News Update 12 noon: Anti-Sterlite Protestors Arrested en Mass in Thoothukudi

Reported by Nityanand Jayaraman

Speaking on phone from Chandra Mahal (a wedding hall) where more than 200 people are detained by the police, Fatima Babu — one of several organisers of the protest — said that the rally demanding Sterlite Copper’s closure was massively attended. At the time of her arrest at around 1145 a.m., at least 7 bus loads of people had been removed from the roads and taken to various locations for detention. The arrests were continuing as more and more people were joining the procession. According to Fatima Babu, by the time of her arrest, nearly 5000 people had gathered. Shops in Thoothukudi, including all vegetable markets, jewellery stores, provision and small stores, have downed their shutters responding to the call join to the strike demanding Sterlite’s closure. Lorry, autorickshaw, taxi and van drivers too stayed away from the roads in solidarity.

“I cannot estimate the number of people that are part of the strike, because there are people as far as I can see, and more are coming,” said Maharajan, a party worker with Marumalarchi Dravida Munnetra Kazhagam (MDMK). MDMK’s leader is one of the political figures who gave a call for the rally demanding closure of the copper smelter. The strike has representation from the Conch Coolie (Divers) Association, Anna Bus Stand Autorickshaw Drivers Welfare Association, All India Drivers Welfare Association, Tamilnadu Merchants Federation (led by Vellaiyan), and Anna Bus Stand Taxi drivers Association.

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Fresh cases against Idinthakarai Trio

from Nityanand Jayaraman (Chennai Solidarity Group)

09 November 2012 Idinthakarai Updates:

The Tamil Nadu Police has added three new cases against three Idinthakarai women — Xavier Ammal, Selvi and Sundari — who are already in Trichy Women’s Prison.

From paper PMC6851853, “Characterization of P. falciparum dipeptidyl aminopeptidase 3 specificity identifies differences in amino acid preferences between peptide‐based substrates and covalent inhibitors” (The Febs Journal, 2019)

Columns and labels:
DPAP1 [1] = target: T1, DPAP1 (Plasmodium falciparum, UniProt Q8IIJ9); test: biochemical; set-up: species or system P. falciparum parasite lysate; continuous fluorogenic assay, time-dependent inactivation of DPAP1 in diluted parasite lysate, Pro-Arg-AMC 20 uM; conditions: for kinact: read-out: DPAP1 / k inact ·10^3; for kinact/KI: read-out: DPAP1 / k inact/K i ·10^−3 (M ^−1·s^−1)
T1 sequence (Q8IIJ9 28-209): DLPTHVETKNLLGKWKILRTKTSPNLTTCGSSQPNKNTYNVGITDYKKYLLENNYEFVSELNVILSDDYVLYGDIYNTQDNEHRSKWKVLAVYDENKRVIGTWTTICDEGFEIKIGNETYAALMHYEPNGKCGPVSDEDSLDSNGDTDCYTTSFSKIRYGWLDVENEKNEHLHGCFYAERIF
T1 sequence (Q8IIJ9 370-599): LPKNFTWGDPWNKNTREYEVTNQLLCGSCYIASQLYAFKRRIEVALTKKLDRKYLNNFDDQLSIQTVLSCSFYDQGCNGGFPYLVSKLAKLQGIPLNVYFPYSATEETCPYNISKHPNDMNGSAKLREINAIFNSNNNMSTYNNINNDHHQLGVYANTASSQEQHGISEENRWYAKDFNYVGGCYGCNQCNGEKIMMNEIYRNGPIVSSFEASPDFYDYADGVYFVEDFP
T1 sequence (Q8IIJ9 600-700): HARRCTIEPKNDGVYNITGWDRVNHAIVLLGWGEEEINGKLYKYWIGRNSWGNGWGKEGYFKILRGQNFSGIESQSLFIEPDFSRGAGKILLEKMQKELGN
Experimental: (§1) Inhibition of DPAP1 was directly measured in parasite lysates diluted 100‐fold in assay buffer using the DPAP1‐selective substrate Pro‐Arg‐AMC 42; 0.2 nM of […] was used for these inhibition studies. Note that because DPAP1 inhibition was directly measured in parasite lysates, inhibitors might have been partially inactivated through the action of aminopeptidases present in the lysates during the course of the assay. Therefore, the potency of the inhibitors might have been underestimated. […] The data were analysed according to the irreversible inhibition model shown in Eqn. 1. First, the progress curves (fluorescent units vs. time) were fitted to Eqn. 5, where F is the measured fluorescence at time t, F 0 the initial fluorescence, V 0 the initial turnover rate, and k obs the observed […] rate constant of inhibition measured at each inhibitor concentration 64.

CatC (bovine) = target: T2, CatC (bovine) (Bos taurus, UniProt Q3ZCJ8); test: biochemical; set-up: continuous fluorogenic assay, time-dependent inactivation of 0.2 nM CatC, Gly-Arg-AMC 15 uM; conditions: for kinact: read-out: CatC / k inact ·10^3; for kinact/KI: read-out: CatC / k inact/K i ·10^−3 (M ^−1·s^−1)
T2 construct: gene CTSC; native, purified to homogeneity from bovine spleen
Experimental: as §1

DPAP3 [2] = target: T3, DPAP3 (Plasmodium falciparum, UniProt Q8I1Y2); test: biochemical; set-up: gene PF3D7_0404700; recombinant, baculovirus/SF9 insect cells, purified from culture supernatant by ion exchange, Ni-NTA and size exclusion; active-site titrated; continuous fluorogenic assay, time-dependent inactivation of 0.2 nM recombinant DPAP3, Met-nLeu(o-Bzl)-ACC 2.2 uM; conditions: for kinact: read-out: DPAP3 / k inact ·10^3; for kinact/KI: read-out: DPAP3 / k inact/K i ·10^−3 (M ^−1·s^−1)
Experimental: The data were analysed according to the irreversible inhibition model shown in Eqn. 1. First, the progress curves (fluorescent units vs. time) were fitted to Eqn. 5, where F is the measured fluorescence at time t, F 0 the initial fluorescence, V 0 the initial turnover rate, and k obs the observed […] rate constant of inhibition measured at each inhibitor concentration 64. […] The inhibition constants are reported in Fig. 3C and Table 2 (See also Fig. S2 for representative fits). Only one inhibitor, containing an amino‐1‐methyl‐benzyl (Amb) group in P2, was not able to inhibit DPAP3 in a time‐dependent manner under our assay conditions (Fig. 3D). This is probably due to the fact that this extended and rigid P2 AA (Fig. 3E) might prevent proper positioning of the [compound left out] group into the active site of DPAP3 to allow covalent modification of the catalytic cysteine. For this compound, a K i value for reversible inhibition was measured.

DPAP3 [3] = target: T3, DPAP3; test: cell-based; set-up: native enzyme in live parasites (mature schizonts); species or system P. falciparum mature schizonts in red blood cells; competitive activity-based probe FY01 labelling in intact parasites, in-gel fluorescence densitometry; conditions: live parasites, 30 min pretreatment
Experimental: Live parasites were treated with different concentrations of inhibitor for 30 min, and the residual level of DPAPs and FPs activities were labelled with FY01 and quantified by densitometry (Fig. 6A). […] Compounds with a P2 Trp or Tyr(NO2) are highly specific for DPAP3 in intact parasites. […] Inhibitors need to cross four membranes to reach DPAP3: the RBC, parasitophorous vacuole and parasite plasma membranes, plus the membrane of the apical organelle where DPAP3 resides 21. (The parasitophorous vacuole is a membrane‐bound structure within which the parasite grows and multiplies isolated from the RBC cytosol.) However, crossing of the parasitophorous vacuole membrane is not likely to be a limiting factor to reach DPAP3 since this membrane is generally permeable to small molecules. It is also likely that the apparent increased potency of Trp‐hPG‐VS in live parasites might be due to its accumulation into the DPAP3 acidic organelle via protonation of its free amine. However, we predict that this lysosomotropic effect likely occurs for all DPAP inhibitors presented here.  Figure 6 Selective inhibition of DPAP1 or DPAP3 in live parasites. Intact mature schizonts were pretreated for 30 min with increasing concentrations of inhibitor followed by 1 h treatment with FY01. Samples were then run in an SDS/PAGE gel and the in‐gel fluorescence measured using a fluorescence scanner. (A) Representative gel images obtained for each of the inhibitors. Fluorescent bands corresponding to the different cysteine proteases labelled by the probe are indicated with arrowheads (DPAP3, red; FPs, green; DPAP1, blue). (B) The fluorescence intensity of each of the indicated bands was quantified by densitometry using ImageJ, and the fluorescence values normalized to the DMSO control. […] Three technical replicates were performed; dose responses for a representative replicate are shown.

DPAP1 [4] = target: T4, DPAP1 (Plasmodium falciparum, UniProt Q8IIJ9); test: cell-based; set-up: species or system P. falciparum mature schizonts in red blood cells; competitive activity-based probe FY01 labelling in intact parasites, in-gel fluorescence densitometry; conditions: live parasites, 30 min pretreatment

The trio were originally jailed in three cases that claimed that they were involved in everything from shouting obscene slogans to carrying aruvals (sickles) and crowbars, to waging war against the Government of India (with an aruval) and Sedition. On 18 October, 2012, the Madurai Bench of the Madras High Court heard the bail appeals of 50 villagers from villages around Koodankulam. The court released 47 villagers, but denied bail to three women — Xavier Ammal, Selvi and Sundari. The women have already spent nearly two months in jail, and given the High Court’s rejection, they are unlikely to return to their families anytime soon.

Their alleged crime was an act that most women would commit intuitively, namely acting to protect their families, their communities and their future generations. Xavier Amma, Selvi and Sundari are strong, though gentle, women who have worked hard to keep their families together by rolling beedis, and selling fish, even while spending time daily in the protest venue with other women. When the occasion demanded, and it did with the impending commissioning of the Koodankulam reactors post-Fukushima, the women of Idinthakarai and surrounding villages galvanised into action. Among these thousands of women, these three have clearly stood out as leaders.

Separately, about a week ago, the Police have booked A. Lourdusamy (68), a seaweed collector, and Nazarene (40), a fisherman, under the draconian Goondas Act. Both are from Idinthakarai. According to an extract from the Wikipedia, “The Tamil Nadu Prevention of Dangerous Activities of Bootleggers, Drug-offenders, Forest-offenders, Goondas, Immoral Traffic Offenders, Slum-grabbers and Video Pirates Act (Tamil Nadu Act 14 of 1982; “Video Pirates” was added by Act 32 of 2004), Section 2(f) states “goonda means a person, who either by himself or as a member of or leader of a gang habitually commits, or attempts to commit or abets the commission of offence, punishable under Chapter XVI or Chapter XVII or Chapter XXII of the Indian Penal Code (Central Act XLV of 1860).”According to a 2011 ruling of the Madras High Court, even a single offense under the Act permits detention of a person as a goonda.

After, sedition and waging war against the State, the Tamil Nadu police’s creative abuse of law is now turning to the Goondas Act as a tool of suppressing dissent.

This is part of the State Government’s vicious program to teach protestors a lesson. It is meant to serve as a warning to everyone that if you are too insistent with your demands, the Government will leave no stone unturned to make life unlivable.